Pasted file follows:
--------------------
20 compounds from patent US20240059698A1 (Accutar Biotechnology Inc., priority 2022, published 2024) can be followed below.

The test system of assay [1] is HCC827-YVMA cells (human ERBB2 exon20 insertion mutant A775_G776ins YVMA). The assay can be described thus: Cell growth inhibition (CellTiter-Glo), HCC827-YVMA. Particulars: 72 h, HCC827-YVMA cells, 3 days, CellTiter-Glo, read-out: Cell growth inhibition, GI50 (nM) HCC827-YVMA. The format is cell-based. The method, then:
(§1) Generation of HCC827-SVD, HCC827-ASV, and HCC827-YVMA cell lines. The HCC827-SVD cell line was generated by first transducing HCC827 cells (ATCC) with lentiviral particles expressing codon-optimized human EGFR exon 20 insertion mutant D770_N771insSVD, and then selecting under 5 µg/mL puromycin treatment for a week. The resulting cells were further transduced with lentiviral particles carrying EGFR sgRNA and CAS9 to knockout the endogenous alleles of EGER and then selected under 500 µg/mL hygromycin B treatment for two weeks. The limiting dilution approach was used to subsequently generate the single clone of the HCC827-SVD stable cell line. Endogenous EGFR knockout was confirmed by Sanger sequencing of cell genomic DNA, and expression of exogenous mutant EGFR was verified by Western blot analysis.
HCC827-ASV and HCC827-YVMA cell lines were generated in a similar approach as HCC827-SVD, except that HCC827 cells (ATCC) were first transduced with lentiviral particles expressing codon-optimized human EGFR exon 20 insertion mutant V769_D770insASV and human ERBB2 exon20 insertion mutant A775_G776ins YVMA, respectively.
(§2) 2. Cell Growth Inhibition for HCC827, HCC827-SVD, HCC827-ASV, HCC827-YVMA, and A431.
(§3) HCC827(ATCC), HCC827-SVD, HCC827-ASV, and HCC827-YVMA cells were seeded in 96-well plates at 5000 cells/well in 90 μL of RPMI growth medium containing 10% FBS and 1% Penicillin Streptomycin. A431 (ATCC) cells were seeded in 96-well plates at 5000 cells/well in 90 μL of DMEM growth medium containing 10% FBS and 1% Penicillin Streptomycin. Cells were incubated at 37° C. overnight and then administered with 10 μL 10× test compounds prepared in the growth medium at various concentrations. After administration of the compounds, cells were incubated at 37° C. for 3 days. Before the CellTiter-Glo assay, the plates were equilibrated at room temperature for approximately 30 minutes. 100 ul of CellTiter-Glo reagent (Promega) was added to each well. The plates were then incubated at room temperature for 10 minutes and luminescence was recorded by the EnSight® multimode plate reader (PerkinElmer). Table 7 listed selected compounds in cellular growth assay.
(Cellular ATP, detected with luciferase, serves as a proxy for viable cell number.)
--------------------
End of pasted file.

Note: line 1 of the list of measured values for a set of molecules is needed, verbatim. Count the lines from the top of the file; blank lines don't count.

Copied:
20 compounds from patent US20240059698A1 (Accutar Biotechnology Inc., priority 2022, published 2024) can be followed below.